3. Investors are dubious of Africa's new cocoa cartel
Investors aren't buying the idea of a potential Organization of Cocoa Exporting Countries, and cocoa prices sank late last week after rallying to an 11-month high.
Driving the news: Ghana and Ivory Coast reached an agreement not to sell cocoa for less than $2,600 a ton for the harvest that will begin in October 2020. The two African nations account for 60% of the world's cocoa production. That sent cocoa prices to $2,552 Wednesday.
- But investors aren't convinced the agreement will hold and Ivory Coast's strong planting season this year has markets convinced the world will be flush with enough cocoa to drag prices lower.
- Cocoa prices were well above $3,000 a ton for most of the period from 2014 to 2016, but have fallen since.
What's next? Ivory Coast and Ghana say they are setting the price floors to improve pay in the industry, but to make a real impact, Ivorian President Alassane Ouattara and Ghana's Nana Akufo-Addo should focus on processing cocoa, rather than just growing it, Reuters' Ed Cropley writes for Breaking Views.
- "Of the $100 billion spent annually on chocolate, the African Development Bank reckons the continent keeps just $5 billion. As with other commodities like diamonds or crude oil, the labour-intensive work happens elsewhere. According to International Cocoa Organization figures, Ivory Coast ground just 559,000 tonnes of beans last year — less than the Netherlands.
- "Building a processing sector requires lots of investment and expertise, but Indonesia shows what is possible. In 2010, 80% of its 500,000 tonnes of cocoa exports were beans, according to an analysis by Fitch Solutions. In 2017, that proportion had fallen to 5% as production of cocoa butter, paste and powder soared. Making a similar switch in West Africa really would be sweet."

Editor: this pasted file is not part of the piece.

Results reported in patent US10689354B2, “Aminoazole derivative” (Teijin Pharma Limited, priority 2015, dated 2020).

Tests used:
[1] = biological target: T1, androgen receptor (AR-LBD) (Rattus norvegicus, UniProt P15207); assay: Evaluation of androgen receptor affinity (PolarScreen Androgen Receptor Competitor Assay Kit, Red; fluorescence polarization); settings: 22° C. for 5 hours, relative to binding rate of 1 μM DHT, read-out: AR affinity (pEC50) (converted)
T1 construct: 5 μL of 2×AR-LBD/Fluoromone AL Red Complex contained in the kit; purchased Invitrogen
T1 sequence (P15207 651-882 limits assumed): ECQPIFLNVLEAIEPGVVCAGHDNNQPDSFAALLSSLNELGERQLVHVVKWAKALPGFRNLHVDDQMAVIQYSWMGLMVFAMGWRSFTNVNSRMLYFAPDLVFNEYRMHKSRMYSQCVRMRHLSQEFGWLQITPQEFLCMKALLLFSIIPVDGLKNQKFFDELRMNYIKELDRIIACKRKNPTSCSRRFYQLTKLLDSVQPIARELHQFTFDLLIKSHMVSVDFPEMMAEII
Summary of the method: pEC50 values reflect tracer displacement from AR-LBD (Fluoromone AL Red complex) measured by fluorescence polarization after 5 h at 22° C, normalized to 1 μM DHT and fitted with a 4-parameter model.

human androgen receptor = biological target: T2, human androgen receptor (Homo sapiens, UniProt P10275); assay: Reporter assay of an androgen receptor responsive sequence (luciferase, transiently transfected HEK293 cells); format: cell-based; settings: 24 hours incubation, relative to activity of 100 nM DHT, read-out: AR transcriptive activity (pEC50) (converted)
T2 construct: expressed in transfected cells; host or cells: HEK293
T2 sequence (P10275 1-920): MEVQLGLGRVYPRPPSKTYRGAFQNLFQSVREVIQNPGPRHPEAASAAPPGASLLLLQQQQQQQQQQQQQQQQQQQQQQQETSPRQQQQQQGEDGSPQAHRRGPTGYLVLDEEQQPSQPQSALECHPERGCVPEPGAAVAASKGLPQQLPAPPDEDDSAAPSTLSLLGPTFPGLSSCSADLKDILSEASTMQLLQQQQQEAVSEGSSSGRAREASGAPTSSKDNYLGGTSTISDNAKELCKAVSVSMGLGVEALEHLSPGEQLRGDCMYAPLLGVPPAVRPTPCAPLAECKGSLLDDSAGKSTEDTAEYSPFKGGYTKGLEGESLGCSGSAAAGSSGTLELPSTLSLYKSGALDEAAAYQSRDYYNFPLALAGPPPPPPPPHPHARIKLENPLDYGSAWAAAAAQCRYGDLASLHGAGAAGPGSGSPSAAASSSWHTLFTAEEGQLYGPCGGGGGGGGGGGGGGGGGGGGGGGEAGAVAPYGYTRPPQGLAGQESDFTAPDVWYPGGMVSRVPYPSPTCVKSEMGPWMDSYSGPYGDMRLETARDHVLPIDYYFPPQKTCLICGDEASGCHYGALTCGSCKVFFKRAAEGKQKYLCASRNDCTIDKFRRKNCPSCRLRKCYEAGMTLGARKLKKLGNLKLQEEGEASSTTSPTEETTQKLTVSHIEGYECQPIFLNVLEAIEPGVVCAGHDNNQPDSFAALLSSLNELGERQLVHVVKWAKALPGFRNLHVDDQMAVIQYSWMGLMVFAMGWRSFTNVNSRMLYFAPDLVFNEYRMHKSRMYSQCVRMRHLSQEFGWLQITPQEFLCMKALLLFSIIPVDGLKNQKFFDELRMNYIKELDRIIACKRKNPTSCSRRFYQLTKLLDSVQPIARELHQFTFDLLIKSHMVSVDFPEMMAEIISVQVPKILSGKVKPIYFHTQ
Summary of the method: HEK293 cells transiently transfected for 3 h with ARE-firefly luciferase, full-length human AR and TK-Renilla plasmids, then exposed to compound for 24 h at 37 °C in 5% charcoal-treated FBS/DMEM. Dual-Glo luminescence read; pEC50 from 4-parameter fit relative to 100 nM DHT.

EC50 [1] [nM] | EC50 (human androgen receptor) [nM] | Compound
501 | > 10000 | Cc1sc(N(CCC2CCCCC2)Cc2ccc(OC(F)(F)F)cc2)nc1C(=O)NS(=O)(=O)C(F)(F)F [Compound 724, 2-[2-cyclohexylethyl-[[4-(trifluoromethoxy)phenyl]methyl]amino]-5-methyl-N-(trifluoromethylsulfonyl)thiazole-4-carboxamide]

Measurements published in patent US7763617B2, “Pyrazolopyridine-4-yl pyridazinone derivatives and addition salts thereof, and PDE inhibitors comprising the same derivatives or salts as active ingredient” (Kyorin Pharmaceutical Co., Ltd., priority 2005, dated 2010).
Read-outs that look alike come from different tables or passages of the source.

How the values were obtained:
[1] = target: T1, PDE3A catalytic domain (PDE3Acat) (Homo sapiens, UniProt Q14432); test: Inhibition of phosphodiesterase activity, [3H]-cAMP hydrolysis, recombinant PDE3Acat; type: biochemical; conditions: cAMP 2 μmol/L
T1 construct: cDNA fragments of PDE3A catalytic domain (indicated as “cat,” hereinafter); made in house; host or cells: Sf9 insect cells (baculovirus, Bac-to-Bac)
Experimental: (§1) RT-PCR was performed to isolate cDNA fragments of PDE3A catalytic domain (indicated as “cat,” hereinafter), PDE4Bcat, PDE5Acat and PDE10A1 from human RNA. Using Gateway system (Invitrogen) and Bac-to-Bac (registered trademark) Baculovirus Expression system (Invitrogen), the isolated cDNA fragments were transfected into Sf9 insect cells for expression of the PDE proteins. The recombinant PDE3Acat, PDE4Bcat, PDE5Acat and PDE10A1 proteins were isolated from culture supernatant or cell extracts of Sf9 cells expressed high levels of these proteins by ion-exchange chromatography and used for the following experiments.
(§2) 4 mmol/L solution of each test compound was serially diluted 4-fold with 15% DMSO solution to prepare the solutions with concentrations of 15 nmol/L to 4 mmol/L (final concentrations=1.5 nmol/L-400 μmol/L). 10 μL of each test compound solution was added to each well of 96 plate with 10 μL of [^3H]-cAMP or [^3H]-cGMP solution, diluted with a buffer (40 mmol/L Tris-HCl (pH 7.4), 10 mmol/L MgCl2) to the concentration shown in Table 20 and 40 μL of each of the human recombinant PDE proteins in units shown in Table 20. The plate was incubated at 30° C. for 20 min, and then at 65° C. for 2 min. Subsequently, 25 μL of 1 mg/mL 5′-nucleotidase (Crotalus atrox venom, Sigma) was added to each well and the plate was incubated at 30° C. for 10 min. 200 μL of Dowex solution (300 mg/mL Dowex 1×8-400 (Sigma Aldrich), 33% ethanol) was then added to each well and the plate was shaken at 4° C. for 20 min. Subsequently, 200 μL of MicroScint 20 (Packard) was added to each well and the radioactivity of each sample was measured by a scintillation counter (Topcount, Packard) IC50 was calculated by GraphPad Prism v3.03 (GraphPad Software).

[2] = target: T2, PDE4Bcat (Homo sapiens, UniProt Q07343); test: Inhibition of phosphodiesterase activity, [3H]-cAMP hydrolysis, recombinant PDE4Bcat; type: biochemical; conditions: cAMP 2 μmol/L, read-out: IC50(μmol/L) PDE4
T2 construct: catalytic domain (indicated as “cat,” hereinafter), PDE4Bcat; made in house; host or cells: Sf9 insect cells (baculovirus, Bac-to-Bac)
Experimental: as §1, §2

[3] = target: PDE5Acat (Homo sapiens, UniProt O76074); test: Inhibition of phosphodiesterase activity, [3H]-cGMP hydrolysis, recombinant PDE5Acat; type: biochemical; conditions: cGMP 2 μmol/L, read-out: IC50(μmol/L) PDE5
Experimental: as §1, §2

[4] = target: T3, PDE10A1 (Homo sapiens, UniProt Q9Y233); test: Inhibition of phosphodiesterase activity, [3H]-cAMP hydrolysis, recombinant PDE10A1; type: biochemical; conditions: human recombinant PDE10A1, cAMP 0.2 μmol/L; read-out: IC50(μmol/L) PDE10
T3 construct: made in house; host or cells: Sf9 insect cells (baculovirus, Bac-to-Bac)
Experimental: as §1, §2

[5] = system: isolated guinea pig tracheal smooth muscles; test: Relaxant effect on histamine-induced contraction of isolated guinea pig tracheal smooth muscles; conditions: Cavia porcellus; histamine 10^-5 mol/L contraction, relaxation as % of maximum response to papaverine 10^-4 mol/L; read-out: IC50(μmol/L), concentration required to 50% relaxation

4. The latest on the U.S.-China trade war
UBS placed the chief economist of its Wealth Management division on leave after a Chinese financial group suspended business with the bank because of comments about swine flu in China. No one is quite sure what about the remarks was offensive and the man leading the charge that they were "distasteful and racist" refused to explain how.
Ford is looking into building more cars in China, instead of exporting them from the U.S., as tariffs on imports of U.S.-made vehicles to China reach 40%.
The stock market has lost about $3 trillion of value because of the trade war, J.P. Morgan’s global head of quantitative and derivatives strategy Marko Kolanovic says. He argues that stocks were rising at an above-trend pace, but have stalled for 18 months. "If one takes that the average annual return of U.S. equities was around 7%, the estimated cost of the trade war so far is about $3 trillion…the market damage is about 100 times the tariffs collected, so it’s clearly not making the country richer."
5. Puerto Rico's debt gets a big haircut
Puerto Rico reached an agreement with bondholders on restructuring around $35 billion of its debt, which accounts for close to 50% of the bankrupt island’s total.
Details: The agreement calls for forgiveness of more than a 60% for all $35 billion, a 36% haircut on pre-2012 general obligation or “GO” bonds and a 27% haircut on public authority bonds that carry a constitutional payment guarantee.
- The plan would reduce Puerto Rico's related bonds outstanding to less than $12 billion, according to an announcement from the Financial Oversight and Management Board for Puerto Rico.
- "The agreement is an important element of a plan of adjustment that would allow Puerto Rico to emerge from bankruptcy early next year," the announcement said. "The Oversight Board expects to file that plan of adjustment for the Commonwealth within the next 30 days."
But, but, but: Puerto Rican Gov. Ricardo Rosselló's top finance adviser, Christian Sobrino, tells the Wall Street Journal that the government doesn't support the proposal because it's based on a fiscal plan that cuts pension benefits.